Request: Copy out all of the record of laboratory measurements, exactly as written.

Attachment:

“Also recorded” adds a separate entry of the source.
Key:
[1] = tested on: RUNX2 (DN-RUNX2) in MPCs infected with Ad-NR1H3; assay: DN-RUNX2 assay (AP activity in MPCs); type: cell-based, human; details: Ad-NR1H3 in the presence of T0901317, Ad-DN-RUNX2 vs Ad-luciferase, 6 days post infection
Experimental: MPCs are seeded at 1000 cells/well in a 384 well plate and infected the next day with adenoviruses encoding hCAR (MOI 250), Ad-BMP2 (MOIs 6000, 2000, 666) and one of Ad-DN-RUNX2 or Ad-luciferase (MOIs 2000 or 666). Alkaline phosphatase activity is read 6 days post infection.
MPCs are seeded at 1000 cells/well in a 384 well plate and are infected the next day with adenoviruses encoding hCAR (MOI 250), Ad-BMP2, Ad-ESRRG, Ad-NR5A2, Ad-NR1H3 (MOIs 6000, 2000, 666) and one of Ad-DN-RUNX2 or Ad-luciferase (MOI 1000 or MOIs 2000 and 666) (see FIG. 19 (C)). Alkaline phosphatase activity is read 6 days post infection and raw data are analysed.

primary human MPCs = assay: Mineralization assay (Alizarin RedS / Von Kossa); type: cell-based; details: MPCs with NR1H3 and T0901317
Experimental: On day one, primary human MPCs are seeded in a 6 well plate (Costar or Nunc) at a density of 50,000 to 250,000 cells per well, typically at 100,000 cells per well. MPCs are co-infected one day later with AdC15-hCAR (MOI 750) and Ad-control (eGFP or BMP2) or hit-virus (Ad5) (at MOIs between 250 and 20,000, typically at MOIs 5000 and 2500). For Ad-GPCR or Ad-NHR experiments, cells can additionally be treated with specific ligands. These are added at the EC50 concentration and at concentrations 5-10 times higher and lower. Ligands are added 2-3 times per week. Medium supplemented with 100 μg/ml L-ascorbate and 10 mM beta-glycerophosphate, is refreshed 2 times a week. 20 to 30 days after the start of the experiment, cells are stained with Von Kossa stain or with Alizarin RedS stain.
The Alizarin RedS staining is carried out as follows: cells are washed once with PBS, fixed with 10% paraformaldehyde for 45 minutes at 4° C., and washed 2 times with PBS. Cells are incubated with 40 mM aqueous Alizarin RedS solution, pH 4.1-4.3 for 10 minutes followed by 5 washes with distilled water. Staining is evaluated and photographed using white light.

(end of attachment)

“Also recorded” adds a separate entry of the source.
Key:
[1] = tested on: RUNX2 (DN-RUNX2) in MPCs infected with Ad-NR1H3; assay: DN-RUNX2 assay (AP activity in MPCs); type: cell-based, human; details: Ad-NR1H3 in the presence of T0901317, Ad-DN-RUNX2 vs Ad-luciferase, 6 days post infection
Experimental: MPCs are seeded at 1000 cells/well in a 384 well plate and infected the next day with adenoviruses encoding hCAR (MOI 250), Ad-BMP2 (MOIs 6000, 2000, 666) and one of Ad-DN-RUNX2 or Ad-luciferase (MOIs 2000 or 666). Alkaline phosphatase activity is read 6 days post infection.
MPCs are seeded at 1000 cells/well in a 384 well plate and are infected the next day with adenoviruses encoding hCAR (MOI 250), Ad-BMP2, Ad-ESRRG, Ad-NR5A2, Ad-NR1H3 (MOIs 6000, 2000, 666) and one of Ad-DN-RUNX2 or Ad-luciferase (MOI 1000 or MOIs 2000 and 666) (see FIG. 19 (C)). Alkaline phosphatase activity is read 6 days post infection and raw data are analysed.

primary human MPCs = assay: Mineralization assay (Alizarin RedS / Von Kossa); type: cell-based; details: MPCs with NR1H3 and T0901317
Experimental: On day one, primary human MPCs are seeded in a 6 well plate (Costar or Nunc) at a density of 50,000 to 250,000 cells per well, typically at 100,000 cells per well. MPCs are co-infected one day later with AdC15-hCAR (MOI 750) and Ad-control (eGFP or BMP2) or hit-virus (Ad5) (at MOIs between 250 and 20,000, typically at MOIs 5000 and 2500). For Ad-GPCR or Ad-NHR experiments, cells can additionally be treated with specific ligands. These are added at the EC50 concentration and at concentrations 5-10 times higher and lower. Ligands are added 2-3 times per week. Medium supplemented with 100 μg/ml L-ascorbate and 10 mM beta-glycerophosphate, is refreshed 2 times a week. 20 to 30 days after the start of the experiment, cells are stained with Von Kossa stain or with Alizarin RedS stain.
The Alizarin RedS staining is carried out as follows: cells are washed once with PBS, fixed with 10% paraformaldehyde for 45 minutes at 4° C., and washed 2 times with PBS. Cells are incubated with 40 mM aqueous Alizarin RedS solution, pH 4.1-4.3 for 10 minutes followed by 5 washes with distilled water. Staining is evaluated and photographed using white light.